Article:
Paragraph spacing refers to the spacing between the bottom of one paragraph and the top of the next. There are some types of publications where spacing between paragraphs can have advantages and lend to the design. However, no matter how the final layout will be designed, these paragraph spaces should not be included as hard returns in your manuscript. Unless absolutely necessary, such as in poetry or verses, these returns in Normal Body Text will need to be removed to create a proper flow in a page layout. In Microsoft Word, as well as page layout programs, there are style and formatting settings that will automatically add line spacing before and after each paragraph. If you just prefer to type in a double-spaced paragraph style, you should set the spacing in your styles. With the spacing set using styles, it can be easily removed or tweaked in your layout.

 How to create paragraph spacing without multiple returns.
 With your document open, go to the top menu and click on Format from the drop down menu choose Style and Formatting. 
 A window will open that shows a list of different Styles available. You can edit an existing Style or set up a New Style.
 For an existing style, click the style name and a drop down menu will appear. Select Modify... 
 To create a new style click the New Style... button.
 A dialogue box will appear. At the bottom of the box, click the Format button and select Paragraph from the drop down menu.
 Under Spacing, make the following settings: 
 Before: 6pt (or more depending on preference)
 After: 6pt (or more depending on preference)
 You can set spacing one or both. Either way, the spacing will automatically be added when you hit the Return key. 

Page Breaks

Authors generally understand that new chapters begin on a new page, so when you get to the end of the chapter, you just keep returning until you are at the top of a new page, right. Please don’t! It doesn’t work at all since the line spacing will keep changing and chasing the new chapter down the new page or bring it back to the bottom of the page. Page breaks should be entered using the Insert > Break > Page Break function. There are several types of breaks, but if you just want a new page, Next Page is fine. This break stays with the final text before the new page. This new page will remain separated no matter how much text is added or deleted prior to the break.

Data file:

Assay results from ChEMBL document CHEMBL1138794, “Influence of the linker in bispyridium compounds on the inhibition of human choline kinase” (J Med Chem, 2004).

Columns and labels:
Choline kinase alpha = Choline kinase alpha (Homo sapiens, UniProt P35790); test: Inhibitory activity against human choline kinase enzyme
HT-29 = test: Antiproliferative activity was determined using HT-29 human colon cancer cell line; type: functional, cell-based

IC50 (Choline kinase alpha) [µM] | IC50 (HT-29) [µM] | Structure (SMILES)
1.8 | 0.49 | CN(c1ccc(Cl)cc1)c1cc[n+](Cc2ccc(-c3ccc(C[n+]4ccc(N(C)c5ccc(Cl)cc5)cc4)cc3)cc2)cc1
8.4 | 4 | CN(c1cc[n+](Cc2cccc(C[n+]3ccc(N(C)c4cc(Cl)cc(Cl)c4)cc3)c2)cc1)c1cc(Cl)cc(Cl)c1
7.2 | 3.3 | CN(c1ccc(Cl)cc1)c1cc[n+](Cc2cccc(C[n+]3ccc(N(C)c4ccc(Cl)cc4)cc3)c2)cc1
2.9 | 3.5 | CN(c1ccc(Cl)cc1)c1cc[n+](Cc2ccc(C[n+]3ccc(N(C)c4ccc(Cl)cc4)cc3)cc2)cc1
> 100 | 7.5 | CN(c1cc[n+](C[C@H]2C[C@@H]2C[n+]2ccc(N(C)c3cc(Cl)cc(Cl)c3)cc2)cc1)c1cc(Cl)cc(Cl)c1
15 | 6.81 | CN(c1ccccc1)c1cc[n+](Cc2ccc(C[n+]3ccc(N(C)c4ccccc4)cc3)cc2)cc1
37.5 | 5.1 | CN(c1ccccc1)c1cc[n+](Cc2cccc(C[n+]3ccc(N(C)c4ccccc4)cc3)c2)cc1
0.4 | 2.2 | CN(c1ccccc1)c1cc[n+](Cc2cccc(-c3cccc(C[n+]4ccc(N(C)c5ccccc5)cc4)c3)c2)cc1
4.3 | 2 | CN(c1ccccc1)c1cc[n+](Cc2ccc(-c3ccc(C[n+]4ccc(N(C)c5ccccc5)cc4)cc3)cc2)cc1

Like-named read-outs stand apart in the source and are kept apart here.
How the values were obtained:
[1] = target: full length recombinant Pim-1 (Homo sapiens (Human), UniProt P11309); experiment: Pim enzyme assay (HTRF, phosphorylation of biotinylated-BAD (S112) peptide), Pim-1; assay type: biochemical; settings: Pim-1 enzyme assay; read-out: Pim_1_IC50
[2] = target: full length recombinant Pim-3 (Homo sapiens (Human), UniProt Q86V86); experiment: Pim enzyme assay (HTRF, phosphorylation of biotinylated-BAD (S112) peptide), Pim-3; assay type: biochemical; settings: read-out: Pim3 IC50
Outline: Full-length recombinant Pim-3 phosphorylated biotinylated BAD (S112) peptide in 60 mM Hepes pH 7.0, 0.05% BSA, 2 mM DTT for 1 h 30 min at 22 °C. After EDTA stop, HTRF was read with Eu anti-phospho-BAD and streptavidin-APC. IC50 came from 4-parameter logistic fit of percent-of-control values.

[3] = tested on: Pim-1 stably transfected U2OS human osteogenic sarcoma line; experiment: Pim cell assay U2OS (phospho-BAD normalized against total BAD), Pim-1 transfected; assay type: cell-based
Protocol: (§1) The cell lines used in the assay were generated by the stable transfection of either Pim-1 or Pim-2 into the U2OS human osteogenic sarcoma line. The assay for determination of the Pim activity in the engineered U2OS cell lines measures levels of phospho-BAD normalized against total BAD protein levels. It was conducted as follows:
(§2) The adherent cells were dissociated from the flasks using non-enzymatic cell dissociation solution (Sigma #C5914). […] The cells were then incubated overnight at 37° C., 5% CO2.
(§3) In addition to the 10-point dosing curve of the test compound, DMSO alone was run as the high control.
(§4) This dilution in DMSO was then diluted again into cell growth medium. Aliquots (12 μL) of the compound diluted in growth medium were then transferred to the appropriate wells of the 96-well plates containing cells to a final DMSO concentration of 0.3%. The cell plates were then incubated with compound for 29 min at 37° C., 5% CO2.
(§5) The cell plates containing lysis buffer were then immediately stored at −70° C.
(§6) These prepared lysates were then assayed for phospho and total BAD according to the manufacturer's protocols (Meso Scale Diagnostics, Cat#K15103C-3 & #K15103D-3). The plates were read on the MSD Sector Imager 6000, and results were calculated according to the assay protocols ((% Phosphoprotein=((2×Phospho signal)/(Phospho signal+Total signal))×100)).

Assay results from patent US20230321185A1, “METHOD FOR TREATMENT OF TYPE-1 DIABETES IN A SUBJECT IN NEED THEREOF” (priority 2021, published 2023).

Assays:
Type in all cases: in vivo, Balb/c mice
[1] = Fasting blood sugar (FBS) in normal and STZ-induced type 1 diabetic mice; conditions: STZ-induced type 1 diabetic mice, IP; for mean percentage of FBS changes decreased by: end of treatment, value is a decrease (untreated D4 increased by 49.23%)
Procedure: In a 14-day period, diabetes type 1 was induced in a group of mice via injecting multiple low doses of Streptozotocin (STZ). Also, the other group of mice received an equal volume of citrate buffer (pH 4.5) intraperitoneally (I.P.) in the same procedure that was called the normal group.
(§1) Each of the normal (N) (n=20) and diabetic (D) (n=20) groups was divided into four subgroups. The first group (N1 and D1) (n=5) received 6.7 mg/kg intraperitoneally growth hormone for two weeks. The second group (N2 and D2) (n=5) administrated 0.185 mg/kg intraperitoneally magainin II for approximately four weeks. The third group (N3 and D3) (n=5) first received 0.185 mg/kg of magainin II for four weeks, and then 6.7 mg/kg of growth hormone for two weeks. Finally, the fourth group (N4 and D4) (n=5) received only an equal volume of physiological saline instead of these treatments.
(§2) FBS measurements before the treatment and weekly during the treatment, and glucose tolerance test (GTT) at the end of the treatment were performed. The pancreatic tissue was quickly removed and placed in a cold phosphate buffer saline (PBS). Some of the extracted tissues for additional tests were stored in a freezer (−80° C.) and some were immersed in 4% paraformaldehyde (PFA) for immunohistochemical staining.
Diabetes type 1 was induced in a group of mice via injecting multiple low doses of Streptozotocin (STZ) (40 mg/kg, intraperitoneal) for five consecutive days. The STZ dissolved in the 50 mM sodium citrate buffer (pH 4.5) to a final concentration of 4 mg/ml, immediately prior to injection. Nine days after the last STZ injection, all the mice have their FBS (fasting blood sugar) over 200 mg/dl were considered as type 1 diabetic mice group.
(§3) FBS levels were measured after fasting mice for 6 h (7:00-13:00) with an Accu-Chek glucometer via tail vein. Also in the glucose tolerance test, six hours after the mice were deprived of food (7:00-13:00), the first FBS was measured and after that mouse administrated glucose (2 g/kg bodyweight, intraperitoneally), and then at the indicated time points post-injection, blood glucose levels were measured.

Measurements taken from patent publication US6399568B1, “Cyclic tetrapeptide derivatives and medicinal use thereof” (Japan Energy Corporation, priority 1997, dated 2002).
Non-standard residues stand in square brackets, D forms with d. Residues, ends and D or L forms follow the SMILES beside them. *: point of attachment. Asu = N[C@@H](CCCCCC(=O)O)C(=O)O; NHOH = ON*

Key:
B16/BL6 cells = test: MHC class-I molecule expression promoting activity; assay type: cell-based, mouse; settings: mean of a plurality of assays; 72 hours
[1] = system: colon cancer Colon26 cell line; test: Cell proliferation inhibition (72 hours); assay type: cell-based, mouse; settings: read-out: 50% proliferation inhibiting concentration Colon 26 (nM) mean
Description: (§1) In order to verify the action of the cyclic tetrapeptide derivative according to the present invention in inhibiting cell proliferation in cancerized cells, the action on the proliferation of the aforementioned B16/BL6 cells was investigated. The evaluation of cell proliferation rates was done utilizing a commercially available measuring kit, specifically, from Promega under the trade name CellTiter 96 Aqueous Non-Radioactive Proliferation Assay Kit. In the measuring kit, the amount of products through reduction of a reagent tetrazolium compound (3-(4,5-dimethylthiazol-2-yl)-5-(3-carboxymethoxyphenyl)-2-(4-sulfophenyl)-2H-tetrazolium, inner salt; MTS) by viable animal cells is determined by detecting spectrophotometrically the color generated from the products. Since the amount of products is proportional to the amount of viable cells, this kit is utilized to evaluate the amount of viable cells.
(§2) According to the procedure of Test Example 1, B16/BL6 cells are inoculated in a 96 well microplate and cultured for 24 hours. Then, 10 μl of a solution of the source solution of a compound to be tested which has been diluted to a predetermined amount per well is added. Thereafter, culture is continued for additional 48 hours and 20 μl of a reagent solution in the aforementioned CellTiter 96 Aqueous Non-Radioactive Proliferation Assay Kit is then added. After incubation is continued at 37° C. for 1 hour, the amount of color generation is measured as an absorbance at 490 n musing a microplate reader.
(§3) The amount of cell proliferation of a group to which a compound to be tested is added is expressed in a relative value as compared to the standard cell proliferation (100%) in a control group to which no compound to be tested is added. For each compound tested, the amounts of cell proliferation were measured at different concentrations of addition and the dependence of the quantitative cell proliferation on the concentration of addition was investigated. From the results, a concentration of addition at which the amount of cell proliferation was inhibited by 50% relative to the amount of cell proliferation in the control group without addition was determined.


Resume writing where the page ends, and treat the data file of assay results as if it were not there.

How to set a Page Break
 From the top menu, click 'Insert' and then choose 'Break'
 A box will open to ask what type of break you would like.
 Click the 'Page Break' radial button and click Okay.
 You will now have a clean new page to begin a new chapter without all the paragraph returns. 

Fonts Sizes and Styles

In Microsoft Word and page layout software, the look of the text is controlled by Styles. Styles can be configured to control the font style, size, bold, italic, and all the font variations available. A style also sets the paragraph indent, spacing, paragraph spacing, and lots of other factors. What most people don’t know is the cause of most formatting problems is that one style can be dependent on another style in a couple of ways.

The first way styles affect each other is the ‘Style based on’ setting. Making changes to this base setting will automatically make changes to all the styles with the same base. This happens with no notice and can make fonts change for no apparent reason.